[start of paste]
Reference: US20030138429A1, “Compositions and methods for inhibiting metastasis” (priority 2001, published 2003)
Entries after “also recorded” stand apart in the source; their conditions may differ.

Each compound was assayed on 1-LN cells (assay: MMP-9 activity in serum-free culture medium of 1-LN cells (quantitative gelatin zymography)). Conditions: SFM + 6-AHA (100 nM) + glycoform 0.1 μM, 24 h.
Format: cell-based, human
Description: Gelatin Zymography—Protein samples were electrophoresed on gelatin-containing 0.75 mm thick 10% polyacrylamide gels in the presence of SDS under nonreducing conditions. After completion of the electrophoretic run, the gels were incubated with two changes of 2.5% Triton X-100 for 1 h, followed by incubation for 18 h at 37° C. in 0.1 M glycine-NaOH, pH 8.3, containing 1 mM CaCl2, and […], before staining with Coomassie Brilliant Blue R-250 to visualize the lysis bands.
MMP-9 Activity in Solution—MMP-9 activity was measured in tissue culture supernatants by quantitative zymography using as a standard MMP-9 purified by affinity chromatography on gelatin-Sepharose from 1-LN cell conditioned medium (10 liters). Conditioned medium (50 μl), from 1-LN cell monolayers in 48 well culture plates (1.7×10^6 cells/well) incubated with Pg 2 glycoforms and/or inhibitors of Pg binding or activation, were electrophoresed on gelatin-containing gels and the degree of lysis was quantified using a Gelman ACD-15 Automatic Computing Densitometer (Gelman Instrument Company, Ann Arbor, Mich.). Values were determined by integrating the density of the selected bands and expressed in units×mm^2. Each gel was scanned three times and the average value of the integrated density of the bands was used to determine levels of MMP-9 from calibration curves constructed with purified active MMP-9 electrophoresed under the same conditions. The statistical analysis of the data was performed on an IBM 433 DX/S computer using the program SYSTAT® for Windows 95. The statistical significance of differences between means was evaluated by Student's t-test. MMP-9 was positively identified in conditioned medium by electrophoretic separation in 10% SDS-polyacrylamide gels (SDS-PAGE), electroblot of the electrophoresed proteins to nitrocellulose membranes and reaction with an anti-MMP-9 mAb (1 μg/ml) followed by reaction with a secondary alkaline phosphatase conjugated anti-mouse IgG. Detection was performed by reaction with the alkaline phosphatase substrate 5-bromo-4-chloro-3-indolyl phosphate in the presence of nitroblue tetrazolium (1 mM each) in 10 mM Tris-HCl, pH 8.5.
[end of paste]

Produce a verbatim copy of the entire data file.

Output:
Reference: US20030138429A1, “Compositions and methods for inhibiting metastasis” (priority 2001, published 2003)
Entries after “also recorded” stand apart in the source; their conditions may differ.

Each compound was assayed on 1-LN cells (assay: MMP-9 activity in serum-free culture medium of 1-LN cells (quantitative gelatin zymography)). Conditions: SFM + 6-AHA (100 nM) + glycoform 0.1 μM, 24 h.
Format: cell-based, human
Description: Gelatin Zymography—Protein samples were electrophoresed on gelatin-containing 0.75 mm thick 10% polyacrylamide gels in the presence of SDS under nonreducing conditions. After completion of the electrophoretic run, the gels were incubated with two changes of 2.5% Triton X-100 for 1 h, followed by incubation for 18 h at 37° C. in 0.1 M glycine-NaOH, pH 8.3, containing 1 mM CaCl2, and […], before staining with Coomassie Brilliant Blue R-250 to visualize the lysis bands.
MMP-9 Activity in Solution—MMP-9 activity was measured in tissue culture supernatants by quantitative zymography using as a standard MMP-9 purified by affinity chromatography on gelatin-Sepharose from 1-LN cell conditioned medium (10 liters). Conditioned medium (50 μl), from 1-LN cell monolayers in 48 well culture plates (1.7×10^6 cells/well) incubated with Pg 2 glycoforms and/or inhibitors of Pg binding or activation, were electrophoresed on gelatin-containing gels and the degree of lysis was quantified using a Gelman ACD-15 Automatic Computing Densitometer (Gelman Instrument Company, Ann Arbor, Mich.). Values were determined by integrating the density of the selected bands and expressed in units×mm^2. Each gel was scanned three times and the average value of the integrated density of the bands was used to determine levels of MMP-9 from calibration curves constructed with purified active MMP-9 electrophoresed under the same conditions. The statistical analysis of the data was performed on an IBM 433 DX/S computer using the program SYSTAT® for Windows 95. The statistical significance of differences between means was evaluated by Student's t-test. MMP-9 was positively identified in conditioned medium by electrophoretic separation in 10% SDS-polyacrylamide gels (SDS-PAGE), electroblot of the electrophoresed proteins to nitrocellulose membranes and reaction with an anti-MMP-9 mAb (1 μg/ml) followed by reaction with a secondary alkaline phosphatase conjugated anti-mouse IgG. Detection was performed by reaction with the alkaline phosphatase substrate 5-bromo-4-chloro-3-indolyl phosphate in the presence of nitroblue tetrazolium (1 mM each) in 10 mM Tris-HCl, pH 8.5.